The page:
BEAUTY AND THE BEAST

Beauty and the Beast review: Belle returns as the hero of the story

beauty-and-beast-review

Disney's newest rendition of its classic, Beauty and the Beast, is as magical and dramatic as its 1991 animated version. Starring Emma Watson and Dan Stevens, this one is directed by Bill Condon, known for writing the musical, Chicago, and directing the last two instalments of the Twilight series.

With a screenplay written by Stephen Chbosky (author and director of The Perks of Being a Wallflower) and Evan Spiliotopoulos, the film is quite similar to the animated version, right down to its colour coordination.

Emma Watson is enchanting as Belle—the bookish beauty who yearns for an adventure and an extraordinary life. Dan Stevens is charming as Beast—an old prince in repentance for his past life of vanity and arrogance.

Belle traps herself in Beast's lonely castle in an attempt to save her father, Maurice (Kevin Kline). Meanwhile, she has Mrs Potts (a teapot), Cogsworth (a mantel clock), Lumière (a candelabra) and others keeping her company. Soon she learns about the curse that haunts the castle, while she and Beast fall in love.

Luke Evans (The Hobbit) plays Gaston, a misogynistic soldier who only cares about his image and himself. He is supposedly in love with Belle and is accompanied by Josh Gad as LeFou, an enabler to his narcissism.

It's easy to get lost in the charms of the song and dance and colourful costumes, so much so that you don't realise that most of what you're seeing is basically CGI. The characters in Beast's household are voiced impeccably by talents such as Emma Thompson, Ian McKellen, Ewan McGregor, Stanley Tucci and Audra McDonald.

However, Beauty and the Beast lacks the punch that you'd expect in a film made (with CGI) in 2017. There's nothing that makes you go, “Wow!”. It has everything else: funny quips, tear-jerking moments, lines meant to be inspirational, lessons that can be taught to children. But not a moment when you are speechless, emotionally overwhelmed or just plain amazed.

Considering that it's a Disney classic remake, it is only fair to expect an experience that is beyond what older versions could provide (like what the 2016 The Jungle Book remake did).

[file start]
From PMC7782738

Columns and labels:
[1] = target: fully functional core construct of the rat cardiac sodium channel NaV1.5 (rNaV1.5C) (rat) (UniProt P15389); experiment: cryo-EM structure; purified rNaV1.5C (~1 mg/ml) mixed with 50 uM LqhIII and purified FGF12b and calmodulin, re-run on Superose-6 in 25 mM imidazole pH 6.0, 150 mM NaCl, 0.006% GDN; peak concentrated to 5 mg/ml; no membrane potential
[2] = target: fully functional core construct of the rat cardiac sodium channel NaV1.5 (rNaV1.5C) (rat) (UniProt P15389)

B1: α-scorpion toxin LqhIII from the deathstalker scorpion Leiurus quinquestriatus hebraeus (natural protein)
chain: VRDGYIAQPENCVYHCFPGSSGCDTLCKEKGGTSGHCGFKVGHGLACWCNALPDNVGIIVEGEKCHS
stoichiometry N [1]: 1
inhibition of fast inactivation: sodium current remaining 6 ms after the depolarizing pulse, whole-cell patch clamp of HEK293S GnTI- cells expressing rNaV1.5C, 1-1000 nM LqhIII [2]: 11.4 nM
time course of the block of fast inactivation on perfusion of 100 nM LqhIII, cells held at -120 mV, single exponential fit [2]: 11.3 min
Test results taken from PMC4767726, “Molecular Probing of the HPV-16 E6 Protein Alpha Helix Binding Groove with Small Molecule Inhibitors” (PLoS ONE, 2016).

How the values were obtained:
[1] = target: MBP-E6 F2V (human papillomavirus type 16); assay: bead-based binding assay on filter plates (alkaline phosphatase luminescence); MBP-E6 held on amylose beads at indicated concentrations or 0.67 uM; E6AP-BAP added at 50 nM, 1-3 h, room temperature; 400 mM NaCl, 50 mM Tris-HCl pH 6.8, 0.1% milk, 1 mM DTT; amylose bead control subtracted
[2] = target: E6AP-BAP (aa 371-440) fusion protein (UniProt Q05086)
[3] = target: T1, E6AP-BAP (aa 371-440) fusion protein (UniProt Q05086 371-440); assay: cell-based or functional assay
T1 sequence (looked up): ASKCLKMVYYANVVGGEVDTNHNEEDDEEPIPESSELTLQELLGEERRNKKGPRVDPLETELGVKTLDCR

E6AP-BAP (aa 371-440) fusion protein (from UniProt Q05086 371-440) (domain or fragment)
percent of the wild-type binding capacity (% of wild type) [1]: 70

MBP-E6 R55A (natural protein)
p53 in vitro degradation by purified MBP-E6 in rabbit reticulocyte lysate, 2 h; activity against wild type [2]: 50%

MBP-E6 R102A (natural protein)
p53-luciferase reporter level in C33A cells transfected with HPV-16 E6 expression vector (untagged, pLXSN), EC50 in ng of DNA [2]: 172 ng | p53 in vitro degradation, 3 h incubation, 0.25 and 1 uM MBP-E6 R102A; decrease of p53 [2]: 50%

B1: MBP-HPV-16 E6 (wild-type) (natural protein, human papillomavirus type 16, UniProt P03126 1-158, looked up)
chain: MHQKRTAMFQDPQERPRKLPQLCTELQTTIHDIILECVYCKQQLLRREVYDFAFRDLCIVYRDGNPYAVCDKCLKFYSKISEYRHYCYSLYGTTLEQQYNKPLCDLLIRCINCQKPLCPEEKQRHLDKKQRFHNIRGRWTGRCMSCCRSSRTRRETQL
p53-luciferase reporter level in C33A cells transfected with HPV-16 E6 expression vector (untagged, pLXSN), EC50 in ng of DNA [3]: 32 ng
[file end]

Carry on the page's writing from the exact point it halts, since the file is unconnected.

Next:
If Disney is trying to cash in on the modern feminist princess story, then it might succeed, but not because the film is extraordinary. There are more Disney remakes in the line, including Mulan, Lion King and a Guy Ritchie-directed film about the Genie from Aladdin. Hopefully, these films will retain the Disney classic charm and also give us a little more.

But still, watch this one for the nostalgia it is sure to evoke. Watson exhumes a kind of strength and confidence that she also brings in to Belle's character. She is the true hero of the story, and it is refreshing to be reminded of how someone as driven as Belle can gently, and non-violently, save the day.

In fact, it looks like the filmmakers were conscious of all things bad in Hollywood right now: sexism, racism and dangerous stereotypes that look normal on the surface. They made sure they subverted these negatives. For instance, in one of its opening scenes, the dancers include women of colour. Belle, especially, is not a damsel in distress and even takes initiative to teach a girl to read. Full marks for making Belle seem like she's more than just a girl waiting to fall in love.

Film: Beauty and the Beast

Director: Bill Condon

Cast: Emma Watson, Dan Stevens, Luke Evans, Kevin Kline, Josh Gad, Ewan McGregor, Emma Thompson, Ian McKellen

Rating: 3.5/5

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Topics : #Hollywood

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